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Inflation accelerates to 9.5 percent

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By Taonga Sabola:

Malawi’s headline inflation surged by 0.2 percentage points in September 2018 to hit 9.5 percent as both food and non-food prices ballooned, the National Statistical Office (NSO) has said.

The development means Malawi’s inflation is only 0.5 percent shy of hitting double digits.

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According to NSO, food and non-food inflation was recorded at 10.2 and 8.9 percent, respectively.

The surge in inflation comes at a time maize prices are threatening to run away following pockets of food deficit driven by drought and fall armyworm attacks in some districts of the country.

The rise also comes at time Malawi Energy Regulatory Authority (Mera) has in recent weeks nodded to increases in fuel and electricity prices.

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Investment management and advisory firm, Nico Asset Managers, has since said it expects pressure on food inflation to continue mounting going forward.

“This is primarily due to the lean season beginning in September 2018 rather than October 2018. In addition, the below average market supply of maize and the institutional purchases being 17 percent above the average market price of K127 per kilogramme will exert pressure on food inflation.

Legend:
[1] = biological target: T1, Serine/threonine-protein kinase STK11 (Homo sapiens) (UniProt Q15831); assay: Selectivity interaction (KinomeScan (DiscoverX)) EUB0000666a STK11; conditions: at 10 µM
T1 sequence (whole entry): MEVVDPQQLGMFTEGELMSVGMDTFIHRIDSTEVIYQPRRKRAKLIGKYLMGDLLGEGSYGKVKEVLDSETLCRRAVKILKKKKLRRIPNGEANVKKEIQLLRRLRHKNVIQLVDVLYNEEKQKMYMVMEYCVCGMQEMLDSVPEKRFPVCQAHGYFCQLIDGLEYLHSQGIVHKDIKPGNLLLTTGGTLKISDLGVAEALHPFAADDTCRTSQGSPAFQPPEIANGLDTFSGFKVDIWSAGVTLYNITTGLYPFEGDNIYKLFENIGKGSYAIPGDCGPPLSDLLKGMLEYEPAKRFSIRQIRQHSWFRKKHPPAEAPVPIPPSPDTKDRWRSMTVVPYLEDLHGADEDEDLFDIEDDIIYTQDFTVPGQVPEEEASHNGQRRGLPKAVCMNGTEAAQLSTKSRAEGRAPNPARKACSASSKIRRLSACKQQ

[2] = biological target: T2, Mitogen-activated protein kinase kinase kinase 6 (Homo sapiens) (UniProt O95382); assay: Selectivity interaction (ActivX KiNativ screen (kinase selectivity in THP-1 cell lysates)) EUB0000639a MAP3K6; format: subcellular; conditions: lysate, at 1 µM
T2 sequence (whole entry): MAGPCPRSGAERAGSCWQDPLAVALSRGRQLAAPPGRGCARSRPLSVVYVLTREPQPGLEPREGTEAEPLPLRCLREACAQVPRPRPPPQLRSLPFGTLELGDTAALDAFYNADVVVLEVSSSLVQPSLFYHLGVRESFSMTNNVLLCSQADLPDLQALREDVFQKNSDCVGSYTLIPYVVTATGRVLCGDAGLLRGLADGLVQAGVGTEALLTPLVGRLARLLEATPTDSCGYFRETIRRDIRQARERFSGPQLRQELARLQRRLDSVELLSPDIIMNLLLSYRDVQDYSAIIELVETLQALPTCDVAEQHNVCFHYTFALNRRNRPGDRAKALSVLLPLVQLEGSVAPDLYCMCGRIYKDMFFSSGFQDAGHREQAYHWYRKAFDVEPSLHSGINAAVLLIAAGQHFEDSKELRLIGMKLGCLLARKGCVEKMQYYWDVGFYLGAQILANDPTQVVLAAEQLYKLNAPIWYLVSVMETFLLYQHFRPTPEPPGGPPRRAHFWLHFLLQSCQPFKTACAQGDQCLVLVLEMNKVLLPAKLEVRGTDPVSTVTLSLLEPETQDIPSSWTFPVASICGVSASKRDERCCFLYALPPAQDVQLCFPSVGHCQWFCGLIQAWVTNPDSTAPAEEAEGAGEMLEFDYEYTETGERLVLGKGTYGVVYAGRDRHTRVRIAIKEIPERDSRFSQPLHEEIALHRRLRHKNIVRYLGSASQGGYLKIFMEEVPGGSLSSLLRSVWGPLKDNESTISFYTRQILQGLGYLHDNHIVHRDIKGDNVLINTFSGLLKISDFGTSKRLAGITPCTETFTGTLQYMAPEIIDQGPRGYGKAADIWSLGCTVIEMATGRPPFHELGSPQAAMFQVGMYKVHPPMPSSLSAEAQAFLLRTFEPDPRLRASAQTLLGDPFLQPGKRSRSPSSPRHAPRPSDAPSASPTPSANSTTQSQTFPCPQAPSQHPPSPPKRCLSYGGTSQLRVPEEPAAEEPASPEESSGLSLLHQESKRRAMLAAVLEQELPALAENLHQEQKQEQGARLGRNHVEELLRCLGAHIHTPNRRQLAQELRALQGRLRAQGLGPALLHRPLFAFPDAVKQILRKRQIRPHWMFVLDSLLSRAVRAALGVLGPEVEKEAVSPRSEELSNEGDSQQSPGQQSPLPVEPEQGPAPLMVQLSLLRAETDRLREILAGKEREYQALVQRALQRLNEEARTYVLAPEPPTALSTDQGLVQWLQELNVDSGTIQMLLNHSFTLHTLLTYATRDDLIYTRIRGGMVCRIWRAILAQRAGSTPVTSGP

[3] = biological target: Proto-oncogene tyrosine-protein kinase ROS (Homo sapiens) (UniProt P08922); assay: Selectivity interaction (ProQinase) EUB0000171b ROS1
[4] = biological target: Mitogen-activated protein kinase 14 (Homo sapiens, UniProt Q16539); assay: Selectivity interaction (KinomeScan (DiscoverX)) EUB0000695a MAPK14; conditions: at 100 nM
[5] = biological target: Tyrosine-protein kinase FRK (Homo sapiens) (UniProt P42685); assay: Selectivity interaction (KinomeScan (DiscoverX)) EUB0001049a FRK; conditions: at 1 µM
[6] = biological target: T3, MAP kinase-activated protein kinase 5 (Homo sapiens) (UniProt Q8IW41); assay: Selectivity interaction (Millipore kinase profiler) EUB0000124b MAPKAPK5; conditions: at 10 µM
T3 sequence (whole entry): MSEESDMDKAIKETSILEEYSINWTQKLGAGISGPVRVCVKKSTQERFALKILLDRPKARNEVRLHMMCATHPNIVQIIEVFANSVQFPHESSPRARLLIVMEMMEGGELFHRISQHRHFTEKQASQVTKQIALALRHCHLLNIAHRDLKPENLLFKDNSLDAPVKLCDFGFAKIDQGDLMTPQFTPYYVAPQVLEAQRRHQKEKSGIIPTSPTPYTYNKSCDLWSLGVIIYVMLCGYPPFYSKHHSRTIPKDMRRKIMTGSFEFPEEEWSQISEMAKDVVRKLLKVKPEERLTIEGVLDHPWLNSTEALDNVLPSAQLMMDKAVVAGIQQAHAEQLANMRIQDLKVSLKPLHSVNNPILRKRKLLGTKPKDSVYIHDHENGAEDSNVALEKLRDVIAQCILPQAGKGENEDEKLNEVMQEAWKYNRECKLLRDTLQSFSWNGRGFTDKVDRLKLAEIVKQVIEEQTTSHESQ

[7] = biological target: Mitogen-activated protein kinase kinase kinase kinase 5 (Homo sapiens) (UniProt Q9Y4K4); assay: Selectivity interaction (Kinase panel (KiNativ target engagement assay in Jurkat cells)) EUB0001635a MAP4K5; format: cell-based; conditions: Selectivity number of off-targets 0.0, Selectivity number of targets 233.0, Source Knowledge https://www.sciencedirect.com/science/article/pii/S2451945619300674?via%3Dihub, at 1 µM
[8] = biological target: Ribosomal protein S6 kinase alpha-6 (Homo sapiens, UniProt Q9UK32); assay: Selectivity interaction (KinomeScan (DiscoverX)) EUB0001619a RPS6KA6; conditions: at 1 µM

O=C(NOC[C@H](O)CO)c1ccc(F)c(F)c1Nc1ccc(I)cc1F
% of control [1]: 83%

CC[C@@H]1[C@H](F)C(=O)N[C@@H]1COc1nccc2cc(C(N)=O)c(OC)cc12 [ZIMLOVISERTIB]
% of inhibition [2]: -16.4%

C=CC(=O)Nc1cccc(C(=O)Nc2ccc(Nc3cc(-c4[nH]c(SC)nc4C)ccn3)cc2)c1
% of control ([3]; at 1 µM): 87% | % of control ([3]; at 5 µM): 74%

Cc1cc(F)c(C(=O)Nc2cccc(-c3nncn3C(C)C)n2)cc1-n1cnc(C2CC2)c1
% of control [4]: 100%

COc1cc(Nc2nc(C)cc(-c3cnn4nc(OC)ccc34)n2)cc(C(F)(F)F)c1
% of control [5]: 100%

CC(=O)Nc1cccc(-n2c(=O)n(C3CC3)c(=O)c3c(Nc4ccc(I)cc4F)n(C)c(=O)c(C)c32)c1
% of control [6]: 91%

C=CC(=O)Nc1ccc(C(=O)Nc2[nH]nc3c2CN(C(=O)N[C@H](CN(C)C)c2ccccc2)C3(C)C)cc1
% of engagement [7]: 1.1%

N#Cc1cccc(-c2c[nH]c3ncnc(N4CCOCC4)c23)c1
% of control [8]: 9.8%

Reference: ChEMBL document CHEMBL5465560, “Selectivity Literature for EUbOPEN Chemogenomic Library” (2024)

“However, carry-over stocks from the previous season and cross border maize imports may slightly cushion the effects,” said Nico Asset Managers in its September 2018 Economic Report.

It added that inflation pressures may continue to increase as the rise in global oil prices, local fuel prices, increased electricity tariffs, and other factors such as increase in water board tariffs, wage increases in the public sector, increased public expenditure in the run up to the 2019 elections and rising housing costs exert pressure on prices in the long term.

In its latest Monetary Policy report released last week, the Reserve Bank of Malawi (RBM) said it expects Malawi’s inflation to average nine percent this year.

RBM was, however, quick to note that risks to the inflation outlook persist on account of further increases in administered prices, higher food and global oil prices, and increased public sector financing requirements.

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